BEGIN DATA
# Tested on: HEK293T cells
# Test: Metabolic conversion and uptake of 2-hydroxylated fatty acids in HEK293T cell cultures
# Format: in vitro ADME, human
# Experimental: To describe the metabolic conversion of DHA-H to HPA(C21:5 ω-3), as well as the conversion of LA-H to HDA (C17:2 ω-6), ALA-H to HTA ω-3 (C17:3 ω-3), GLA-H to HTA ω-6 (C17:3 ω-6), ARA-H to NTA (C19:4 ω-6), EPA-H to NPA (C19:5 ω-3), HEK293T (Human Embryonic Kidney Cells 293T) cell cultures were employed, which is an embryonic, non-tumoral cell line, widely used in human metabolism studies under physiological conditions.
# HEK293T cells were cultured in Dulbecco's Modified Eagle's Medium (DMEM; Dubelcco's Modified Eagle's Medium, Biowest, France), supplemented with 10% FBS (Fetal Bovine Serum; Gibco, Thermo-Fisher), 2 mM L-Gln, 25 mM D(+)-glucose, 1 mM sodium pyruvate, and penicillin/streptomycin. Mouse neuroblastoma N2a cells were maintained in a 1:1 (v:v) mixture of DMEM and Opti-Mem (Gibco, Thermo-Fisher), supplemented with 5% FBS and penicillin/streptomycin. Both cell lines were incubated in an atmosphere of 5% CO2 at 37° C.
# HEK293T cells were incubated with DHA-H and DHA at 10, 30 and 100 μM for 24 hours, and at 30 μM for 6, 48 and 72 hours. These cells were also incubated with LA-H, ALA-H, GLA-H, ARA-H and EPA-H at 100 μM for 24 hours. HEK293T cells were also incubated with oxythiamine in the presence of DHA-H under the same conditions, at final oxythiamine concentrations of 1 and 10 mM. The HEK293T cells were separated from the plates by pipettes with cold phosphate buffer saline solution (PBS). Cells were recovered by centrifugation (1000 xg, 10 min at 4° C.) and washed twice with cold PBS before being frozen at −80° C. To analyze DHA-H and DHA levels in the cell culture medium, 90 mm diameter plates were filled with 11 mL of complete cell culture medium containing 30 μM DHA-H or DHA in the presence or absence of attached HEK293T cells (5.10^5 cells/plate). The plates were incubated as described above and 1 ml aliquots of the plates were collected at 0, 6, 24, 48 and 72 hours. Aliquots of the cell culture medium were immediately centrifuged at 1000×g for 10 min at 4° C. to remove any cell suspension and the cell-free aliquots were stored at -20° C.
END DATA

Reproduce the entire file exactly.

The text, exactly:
# Tested on: HEK293T cells
# Test: Metabolic conversion and uptake of 2-hydroxylated fatty acids in HEK293T cell cultures
# Format: in vitro ADME, human
# Experimental: To describe the metabolic conversion of DHA-H to HPA(C21:5 ω-3), as well as the conversion of LA-H to HDA (C17:2 ω-6), ALA-H to HTA ω-3 (C17:3 ω-3), GLA-H to HTA ω-6 (C17:3 ω-6), ARA-H to NTA (C19:4 ω-6), EPA-H to NPA (C19:5 ω-3), HEK293T (Human Embryonic Kidney Cells 293T) cell cultures were employed, which is an embryonic, non-tumoral cell line, widely used in human metabolism studies under physiological conditions.
# HEK293T cells were cultured in Dulbecco's Modified Eagle's Medium (DMEM; Dubelcco's Modified Eagle's Medium, Biowest, France), supplemented with 10% FBS (Fetal Bovine Serum; Gibco, Thermo-Fisher), 2 mM L-Gln, 25 mM D(+)-glucose, 1 mM sodium pyruvate, and penicillin/streptomycin. Mouse neuroblastoma N2a cells were maintained in a 1:1 (v:v) mixture of DMEM and Opti-Mem (Gibco, Thermo-Fisher), supplemented with 5% FBS and penicillin/streptomycin. Both cell lines were incubated in an atmosphere of 5% CO2 at 37° C.
# HEK293T cells were incubated with DHA-H and DHA at 10, 30 and 100 μM for 24 hours, and at 30 μM for 6, 48 and 72 hours. These cells were also incubated with LA-H, ALA-H, GLA-H, ARA-H and EPA-H at 100 μM for 24 hours. HEK293T cells were also incubated with oxythiamine in the presence of DHA-H under the same conditions, at final oxythiamine concentrations of 1 and 10 mM. The HEK293T cells were separated from the plates by pipettes with cold phosphate buffer saline solution (PBS). Cells were recovered by centrifugation (1000 xg, 10 min at 4° C.) and washed twice with cold PBS before being frozen at −80° C. To analyze DHA-H and DHA levels in the cell culture medium, 90 mm diameter plates were filled with 11 mL of complete cell culture medium containing 30 μM DHA-H or DHA in the presence or absence of attached HEK293T cells (5.10^5 cells/plate). The plates were incubated as described above and 1 ml aliquots of the plates were collected at 0, 6, 24, 48 and 72 hours. Aliquots of the cell culture medium were immediately centrifuged at 1000×g for 10 min at 4° C. to remove any cell suspension and the cell-free aliquots were stored at -20° C.